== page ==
CBS is ready to renew deal with U.S. Open Talk of warming trend in relations gets cool reception NFL, partners push Back to Football Super sales for NFL and Fox Is football the next Farmville? Paciolan, StubHub launch ticket partnership PGA Tour adds women’s, youth apparel licensees UFC gets ex-NBA exec to lead Far East push Diverse cast vies for NASCAR ride on BET show No Headline
Upcoming Conferences and Events
SBJ/September 18 - 24, 2006/This Weeks News
Great Lawn keeps tailgaters from cooking on asphalt
Published September 18, 2006
The desert climate in Phoenix has historically posed a challenge for NFL tailgating, but the Arizona Cardinals think they have solved part of the problem by introducing the Great Lawn outside their new stadium in Glendale.
The lawn means fewer skinned knees
from pregame scrimmages.
About 1,250 trees, including red-leaf varieties, have been planted around the Great Lawn perimeter to provide more relief from the sun in future seasons. The Cardinals plan to add two more eight-acre turf areas this fall.
“Instead of just having a traditional sea of asphalt that you see at just about every venue in America, one of the main design objectives was to create an environment that is second to none from a fan-experience standpoint,” said Ron Minegar, Cardinals vice president of marketing and sales.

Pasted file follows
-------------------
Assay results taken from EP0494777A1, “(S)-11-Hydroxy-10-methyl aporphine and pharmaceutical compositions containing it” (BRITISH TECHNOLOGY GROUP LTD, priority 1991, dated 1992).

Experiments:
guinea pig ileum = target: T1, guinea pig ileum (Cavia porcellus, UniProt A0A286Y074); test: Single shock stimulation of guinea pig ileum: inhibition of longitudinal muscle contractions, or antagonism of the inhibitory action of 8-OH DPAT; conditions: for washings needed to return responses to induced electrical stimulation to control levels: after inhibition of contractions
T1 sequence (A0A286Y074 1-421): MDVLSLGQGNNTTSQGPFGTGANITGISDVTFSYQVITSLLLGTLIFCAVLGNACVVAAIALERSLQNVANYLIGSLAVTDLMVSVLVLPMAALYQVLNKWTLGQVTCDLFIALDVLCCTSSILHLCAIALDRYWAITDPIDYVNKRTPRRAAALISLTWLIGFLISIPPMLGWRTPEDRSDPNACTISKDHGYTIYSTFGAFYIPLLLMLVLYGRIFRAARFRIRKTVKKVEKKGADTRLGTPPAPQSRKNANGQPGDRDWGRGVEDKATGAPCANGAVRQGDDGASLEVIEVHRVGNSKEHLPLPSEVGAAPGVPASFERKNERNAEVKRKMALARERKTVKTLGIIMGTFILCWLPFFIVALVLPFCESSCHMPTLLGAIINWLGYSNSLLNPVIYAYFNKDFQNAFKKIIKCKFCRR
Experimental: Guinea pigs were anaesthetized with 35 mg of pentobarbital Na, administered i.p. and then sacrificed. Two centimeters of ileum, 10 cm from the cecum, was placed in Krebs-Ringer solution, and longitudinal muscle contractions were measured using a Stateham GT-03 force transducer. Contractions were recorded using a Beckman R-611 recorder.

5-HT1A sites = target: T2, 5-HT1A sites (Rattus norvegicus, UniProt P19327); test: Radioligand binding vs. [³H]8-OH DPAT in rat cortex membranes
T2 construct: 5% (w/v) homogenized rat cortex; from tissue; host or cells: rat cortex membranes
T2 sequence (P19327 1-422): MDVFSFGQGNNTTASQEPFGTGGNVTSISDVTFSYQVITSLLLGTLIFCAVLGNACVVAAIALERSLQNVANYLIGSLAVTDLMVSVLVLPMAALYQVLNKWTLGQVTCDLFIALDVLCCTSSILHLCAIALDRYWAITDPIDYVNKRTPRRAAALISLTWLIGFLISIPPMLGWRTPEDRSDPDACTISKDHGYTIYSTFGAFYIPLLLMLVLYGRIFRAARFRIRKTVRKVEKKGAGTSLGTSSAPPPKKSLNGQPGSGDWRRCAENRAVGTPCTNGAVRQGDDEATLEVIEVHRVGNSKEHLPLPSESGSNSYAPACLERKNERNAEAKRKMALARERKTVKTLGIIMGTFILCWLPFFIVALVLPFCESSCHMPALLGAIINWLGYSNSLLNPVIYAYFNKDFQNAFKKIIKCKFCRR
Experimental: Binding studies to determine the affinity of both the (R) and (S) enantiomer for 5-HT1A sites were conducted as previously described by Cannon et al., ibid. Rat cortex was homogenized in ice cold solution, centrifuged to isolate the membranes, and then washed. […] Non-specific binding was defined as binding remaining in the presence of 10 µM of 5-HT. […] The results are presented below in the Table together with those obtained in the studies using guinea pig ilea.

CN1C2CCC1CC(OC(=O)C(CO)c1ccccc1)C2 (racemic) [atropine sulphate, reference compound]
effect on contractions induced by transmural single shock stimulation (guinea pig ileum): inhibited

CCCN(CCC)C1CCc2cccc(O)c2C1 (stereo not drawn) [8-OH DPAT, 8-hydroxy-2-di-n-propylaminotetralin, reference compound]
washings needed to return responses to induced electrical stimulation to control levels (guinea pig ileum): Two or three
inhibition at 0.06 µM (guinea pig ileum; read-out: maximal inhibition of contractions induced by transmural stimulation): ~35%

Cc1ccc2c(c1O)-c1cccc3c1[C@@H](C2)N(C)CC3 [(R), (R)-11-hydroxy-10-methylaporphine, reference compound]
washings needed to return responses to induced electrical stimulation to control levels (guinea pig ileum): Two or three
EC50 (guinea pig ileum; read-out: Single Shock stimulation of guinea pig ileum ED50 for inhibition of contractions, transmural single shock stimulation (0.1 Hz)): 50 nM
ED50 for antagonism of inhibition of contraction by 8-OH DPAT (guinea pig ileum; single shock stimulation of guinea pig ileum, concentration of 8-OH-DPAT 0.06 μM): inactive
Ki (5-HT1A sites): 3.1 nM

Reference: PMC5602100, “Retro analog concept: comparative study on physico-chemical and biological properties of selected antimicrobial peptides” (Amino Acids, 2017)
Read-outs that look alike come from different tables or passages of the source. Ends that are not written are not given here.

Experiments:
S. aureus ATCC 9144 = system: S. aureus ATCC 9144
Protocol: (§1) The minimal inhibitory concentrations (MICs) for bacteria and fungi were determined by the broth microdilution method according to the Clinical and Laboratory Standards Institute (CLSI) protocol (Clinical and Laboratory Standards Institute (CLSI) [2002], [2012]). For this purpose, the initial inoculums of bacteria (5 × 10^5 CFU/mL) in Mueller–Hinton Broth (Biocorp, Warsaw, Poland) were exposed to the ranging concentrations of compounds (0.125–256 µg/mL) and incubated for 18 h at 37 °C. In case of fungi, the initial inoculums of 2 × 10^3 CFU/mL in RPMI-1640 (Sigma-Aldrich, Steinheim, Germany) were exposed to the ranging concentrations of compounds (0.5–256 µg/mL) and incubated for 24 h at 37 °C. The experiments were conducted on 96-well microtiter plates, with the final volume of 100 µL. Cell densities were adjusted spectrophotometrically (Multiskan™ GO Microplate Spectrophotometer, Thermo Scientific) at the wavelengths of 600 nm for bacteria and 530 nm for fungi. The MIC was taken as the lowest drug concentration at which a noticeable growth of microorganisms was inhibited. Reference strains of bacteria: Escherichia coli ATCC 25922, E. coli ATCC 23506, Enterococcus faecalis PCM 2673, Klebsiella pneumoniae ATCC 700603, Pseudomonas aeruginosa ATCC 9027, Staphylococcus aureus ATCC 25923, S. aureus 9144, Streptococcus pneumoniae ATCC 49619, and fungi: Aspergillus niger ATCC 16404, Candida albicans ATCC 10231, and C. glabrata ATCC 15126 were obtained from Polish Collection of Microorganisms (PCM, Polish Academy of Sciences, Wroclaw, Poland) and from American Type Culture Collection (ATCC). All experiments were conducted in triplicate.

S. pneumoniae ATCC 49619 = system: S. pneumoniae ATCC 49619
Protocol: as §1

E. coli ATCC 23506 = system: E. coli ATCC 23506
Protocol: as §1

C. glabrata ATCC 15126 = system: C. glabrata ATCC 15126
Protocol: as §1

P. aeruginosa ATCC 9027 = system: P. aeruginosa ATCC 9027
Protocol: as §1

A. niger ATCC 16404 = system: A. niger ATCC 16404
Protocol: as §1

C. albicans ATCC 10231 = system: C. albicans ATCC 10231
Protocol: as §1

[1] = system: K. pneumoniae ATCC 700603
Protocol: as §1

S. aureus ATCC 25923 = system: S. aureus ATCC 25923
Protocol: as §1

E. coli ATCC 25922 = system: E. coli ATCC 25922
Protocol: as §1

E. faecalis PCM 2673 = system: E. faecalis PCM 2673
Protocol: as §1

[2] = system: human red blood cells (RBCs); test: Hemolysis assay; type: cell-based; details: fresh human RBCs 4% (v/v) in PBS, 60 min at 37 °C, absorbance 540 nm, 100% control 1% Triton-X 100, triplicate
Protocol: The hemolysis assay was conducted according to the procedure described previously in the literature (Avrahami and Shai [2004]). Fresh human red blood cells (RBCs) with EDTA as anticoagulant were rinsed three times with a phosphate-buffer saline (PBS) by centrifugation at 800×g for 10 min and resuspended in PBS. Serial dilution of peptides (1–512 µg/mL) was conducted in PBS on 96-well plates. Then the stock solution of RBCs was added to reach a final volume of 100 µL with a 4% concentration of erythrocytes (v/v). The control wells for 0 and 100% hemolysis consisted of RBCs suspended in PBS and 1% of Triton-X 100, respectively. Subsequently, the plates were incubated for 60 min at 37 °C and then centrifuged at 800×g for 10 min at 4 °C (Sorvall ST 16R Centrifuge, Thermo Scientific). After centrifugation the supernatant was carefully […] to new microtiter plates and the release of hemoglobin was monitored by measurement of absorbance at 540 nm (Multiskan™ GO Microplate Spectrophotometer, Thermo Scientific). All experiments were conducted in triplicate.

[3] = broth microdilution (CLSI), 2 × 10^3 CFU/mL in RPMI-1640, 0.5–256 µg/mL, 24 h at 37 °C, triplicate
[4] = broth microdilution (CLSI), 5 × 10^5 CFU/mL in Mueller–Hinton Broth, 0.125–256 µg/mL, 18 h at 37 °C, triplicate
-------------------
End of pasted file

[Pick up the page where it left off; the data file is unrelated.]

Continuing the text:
The Cardinals generate revenue on the Great Lawn through a percentage of food and merchandise sales by concessionaires Centerplate and Facility Merchandising Inc.
“We don’t want to overcommercialize it,” Minegar said.
“I don’t believe the game plan is to tie a sponsor to the Great Lawn,” he added. “Market research told us fans wanted to be able to bring in their grill and have an outdoor kitchen. We will sell a little food and beverage, but predominantly, it gives people an opportunity to tailgate themselves.”
Three hours before kickoff on the first NFL regular-season Sunday, the Great Lawn was full of activity.
Kids wearing Matt Leinart, Anquan Boldin and Larry Fitzgerald jerseys played football on the grass. Other fans listened to a local band play on a portable stage sponsored by Alltel, one of the team’s founding sponsors.
In fact, so many tailgaters had plugged their portable televisions into electrical outlets attached to light towers to watch the early NFL games that they temporarily blew the power source, according to Cardinals officials. A plan in place for the next home game, Sept. 24, will spread the load out.
Minegar said that when the Great Lawn design was first unveiled, it really resonated with the local marketplace.
“We do contend with the heat issues, and being on grass compared to asphalt, that’s an impact from a fan comfort standpoint,” he said. “The second half of the season in Arizona, you wouldn’t want to be anyplace else. The weather is spectacular.”